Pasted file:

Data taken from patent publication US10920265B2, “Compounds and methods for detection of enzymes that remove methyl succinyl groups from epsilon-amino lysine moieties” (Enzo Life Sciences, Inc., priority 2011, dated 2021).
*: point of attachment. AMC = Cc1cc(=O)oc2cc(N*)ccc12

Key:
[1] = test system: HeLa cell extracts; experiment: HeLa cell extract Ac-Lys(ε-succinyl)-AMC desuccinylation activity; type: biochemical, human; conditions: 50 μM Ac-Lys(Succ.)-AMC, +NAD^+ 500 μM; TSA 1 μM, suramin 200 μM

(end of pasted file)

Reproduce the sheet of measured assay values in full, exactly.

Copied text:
Data taken from patent publication US10920265B2, “Compounds and methods for detection of enzymes that remove methyl succinyl groups from epsilon-amino lysine moieties” (Enzo Life Sciences, Inc., priority 2011, dated 2021).
*: point of attachment. AMC = Cc1cc(=O)oc2cc(N*)ccc12

Key:
[1] = test system: HeLa cell extracts; experiment: HeLa cell extract Ac-Lys(ε-succinyl)-AMC desuccinylation activity; type: biochemical, human; conditions: 50 μM Ac-Lys(Succ.)-AMC, +NAD^+ 500 μM; TSA 1 μM, suramin 200 μM